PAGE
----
Christopher Kearney, PI

Christopher Kearney, PhD – PI

Associate Professor of Biology, Baylor University
Chair of the Institutional Biosafety Committee


Ph.D. Plant Pathology, Cornell University
M.S. Biological Sciences, Cal Poly Pomona
B.S. Biological Sciences, University of California, Irvine

Research Focus

We develop specialty peptides to selectively knock down pathogens and insect pests without affecting off targets. We are especially interested in large scale, low cost delivery systems that can solve Third-World problems.


1)  Mosquitocidal nectar plants

Male mosquitoes feed exclusively on nectar while female mosquitoes need nectar to fuel their blood quest flights. Leveraging this biology, the Kearney Lab is developing a system to deliver mosquito-specific peptide toxins produced in nectar for imbibition by mosquitoes. In this way, the mosquitoes travel to the nectar to receive a dose of toxin that kills only mosquitoes. In field work funded by the B.F. Smith Foundation, we demonstrated that impatiens garden plants are highly attractive to mosquitoes and will outcompete standard garden plants in an outdoor setting for attracting mosquitoes. In work funded by the Bayer Corporation, are currently constructing our prototype transgenic impatiens plants. Future commercial production would not be an expensive, high-technology affair. Rather, impatiens are produced by cuttings, using  inexpensive, traditional plant nursery methods, suitable for adoption in Third World countries. In addition, these plants should do not harm to off target insects, unlike pesticide-based strategies.

2)  Selective knockdown of pathogenic bacteria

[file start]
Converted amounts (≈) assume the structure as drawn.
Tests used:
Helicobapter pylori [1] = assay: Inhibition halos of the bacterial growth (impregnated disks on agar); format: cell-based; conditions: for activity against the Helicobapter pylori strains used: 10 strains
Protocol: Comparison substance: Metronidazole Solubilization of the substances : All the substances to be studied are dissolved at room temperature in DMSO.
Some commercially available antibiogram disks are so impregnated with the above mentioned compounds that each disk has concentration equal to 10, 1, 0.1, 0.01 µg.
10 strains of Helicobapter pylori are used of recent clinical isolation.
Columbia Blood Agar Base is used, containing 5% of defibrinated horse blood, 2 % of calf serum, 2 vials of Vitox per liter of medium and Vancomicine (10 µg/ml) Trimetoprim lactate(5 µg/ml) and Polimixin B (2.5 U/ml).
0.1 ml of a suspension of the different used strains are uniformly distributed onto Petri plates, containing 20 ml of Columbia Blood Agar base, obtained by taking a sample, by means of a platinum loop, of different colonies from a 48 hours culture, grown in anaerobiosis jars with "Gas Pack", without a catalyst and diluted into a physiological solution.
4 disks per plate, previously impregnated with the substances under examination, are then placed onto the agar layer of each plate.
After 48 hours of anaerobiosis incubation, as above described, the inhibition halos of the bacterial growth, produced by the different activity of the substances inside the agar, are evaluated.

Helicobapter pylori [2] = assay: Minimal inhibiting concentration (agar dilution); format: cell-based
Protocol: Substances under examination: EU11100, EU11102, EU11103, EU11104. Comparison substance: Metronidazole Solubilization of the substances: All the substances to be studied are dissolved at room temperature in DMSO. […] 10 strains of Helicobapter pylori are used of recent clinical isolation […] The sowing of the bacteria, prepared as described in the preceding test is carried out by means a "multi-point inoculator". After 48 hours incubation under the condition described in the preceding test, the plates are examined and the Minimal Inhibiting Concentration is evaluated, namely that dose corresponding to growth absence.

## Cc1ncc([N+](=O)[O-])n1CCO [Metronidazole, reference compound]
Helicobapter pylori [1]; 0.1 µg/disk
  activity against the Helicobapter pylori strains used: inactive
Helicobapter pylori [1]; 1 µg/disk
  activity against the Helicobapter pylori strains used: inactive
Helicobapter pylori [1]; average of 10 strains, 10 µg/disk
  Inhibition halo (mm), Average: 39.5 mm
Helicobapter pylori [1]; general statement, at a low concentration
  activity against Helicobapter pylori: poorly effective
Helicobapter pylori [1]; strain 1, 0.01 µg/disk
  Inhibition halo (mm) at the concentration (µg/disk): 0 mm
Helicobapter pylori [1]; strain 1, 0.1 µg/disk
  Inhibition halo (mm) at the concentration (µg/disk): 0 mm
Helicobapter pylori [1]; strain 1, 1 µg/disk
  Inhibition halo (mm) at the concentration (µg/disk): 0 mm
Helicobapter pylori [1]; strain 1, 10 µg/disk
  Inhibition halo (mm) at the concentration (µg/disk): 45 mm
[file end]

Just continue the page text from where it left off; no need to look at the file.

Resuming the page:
We have also developed peptides which specifically kill bacterial pathogens while not harming the rest of the native bacterial community. We use guide peptides that bind only to the pathogen and fuse these guides to antimicrobial peptides. We have published methods for producing these in high yield in E. coli and plants. Currently, we are working on a potential solution for dealing with the inevitable development of drug resistance by the bacteria. We have also developed a means for delivering these guided antimicrobial peptides to the gastrointestinal tract without being digested themselves by delivering the peptides via engineered probiotics. We are now able to control Helicobacter pylori infection in a mouse model using this technology. We are going further, seeking to demonstrate that any pathogen resistance developed against the guided antimicrobial peptide will result in the escape of binding by the peptide to the pathogen but also the escape of binding of the pathogen to the host cell, since the guide peptide is derived from a host receptor for H. pylori. This is the focus of our recent grant from the Cancer Prevention and Research Institute of Texas (CPRIT).  

3)  Biocomputing approaches to discover antimicrobial peptides and other modulatory peptides

My former graduate student, Mishu Islam, was  fortunate to have Erich Baker, Chair of Computer Science here at Baylor, to serve as his co-mentor, allowing him to develop computer algorithms that allow us to scan through genomic sequence data to pull out the antimicrobial genes from the thousands of other genes present. Thus, all the genomes across all of Life can be searched to find antimicrobial peptides that might be used as therapeutics (e.g., linoclotride), as food additives (e.g., nisin) or as transgenes that would protect crop plants or farm animals. Mishu went further, developing a universal algorithm that guides the development of derivative algorithms that can be used to rapidly discover a wide variety of peptides. Now, we are able to find antimicrobial and other modulatory peptides by their function, such as identifying all of the sodium or calcium channel blocker peptides in genomic sequence. In this example, a survey of such peptides could lead to the discovery of new insecticides that can be included into the plant genome rather than sprayed, and would have no residual effect on the environment.

4)  Plant produced nanoparticle vaccines.